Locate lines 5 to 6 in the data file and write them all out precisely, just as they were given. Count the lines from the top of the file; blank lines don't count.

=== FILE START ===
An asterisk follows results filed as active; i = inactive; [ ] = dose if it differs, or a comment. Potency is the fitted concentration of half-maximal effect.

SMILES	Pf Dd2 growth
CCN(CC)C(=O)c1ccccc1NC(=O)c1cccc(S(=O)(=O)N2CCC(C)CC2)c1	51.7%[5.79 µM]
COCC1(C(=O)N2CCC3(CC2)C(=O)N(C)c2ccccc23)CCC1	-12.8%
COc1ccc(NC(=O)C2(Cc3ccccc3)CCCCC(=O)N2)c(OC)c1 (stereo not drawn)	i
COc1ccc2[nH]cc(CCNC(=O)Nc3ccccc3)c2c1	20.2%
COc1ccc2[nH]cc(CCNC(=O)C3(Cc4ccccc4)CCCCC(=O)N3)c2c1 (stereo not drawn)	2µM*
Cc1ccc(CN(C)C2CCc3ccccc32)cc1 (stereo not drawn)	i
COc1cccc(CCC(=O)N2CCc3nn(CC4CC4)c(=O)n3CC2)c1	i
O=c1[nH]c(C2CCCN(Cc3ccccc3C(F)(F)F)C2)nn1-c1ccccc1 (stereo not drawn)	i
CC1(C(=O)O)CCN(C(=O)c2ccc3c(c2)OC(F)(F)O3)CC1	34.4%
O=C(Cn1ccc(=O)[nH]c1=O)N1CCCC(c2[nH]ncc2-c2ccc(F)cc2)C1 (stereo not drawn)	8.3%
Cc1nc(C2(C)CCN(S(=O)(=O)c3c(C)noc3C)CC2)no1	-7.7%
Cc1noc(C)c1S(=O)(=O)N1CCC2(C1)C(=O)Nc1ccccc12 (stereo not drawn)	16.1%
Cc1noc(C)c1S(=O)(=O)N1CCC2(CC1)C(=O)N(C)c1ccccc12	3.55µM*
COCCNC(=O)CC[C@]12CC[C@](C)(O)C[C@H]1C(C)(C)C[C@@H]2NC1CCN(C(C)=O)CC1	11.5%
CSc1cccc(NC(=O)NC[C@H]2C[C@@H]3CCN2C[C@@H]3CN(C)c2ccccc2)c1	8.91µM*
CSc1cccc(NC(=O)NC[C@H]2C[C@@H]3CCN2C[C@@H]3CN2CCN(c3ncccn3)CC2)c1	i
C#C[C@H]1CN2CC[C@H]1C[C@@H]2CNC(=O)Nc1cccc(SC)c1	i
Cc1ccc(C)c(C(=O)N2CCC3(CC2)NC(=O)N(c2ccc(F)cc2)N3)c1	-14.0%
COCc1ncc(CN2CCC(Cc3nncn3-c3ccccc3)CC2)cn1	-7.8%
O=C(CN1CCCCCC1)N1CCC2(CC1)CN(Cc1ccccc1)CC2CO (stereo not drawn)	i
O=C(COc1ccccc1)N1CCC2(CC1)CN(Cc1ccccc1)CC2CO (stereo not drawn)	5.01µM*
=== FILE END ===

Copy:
COc1ccc(NC(=O)C2(Cc3ccccc3)CCCCC(=O)N2)c(OC)c1 (stereo not drawn)	i
COc1ccc2[nH]cc(CCNC(=O)Nc3ccccc3)c2c1	20.2%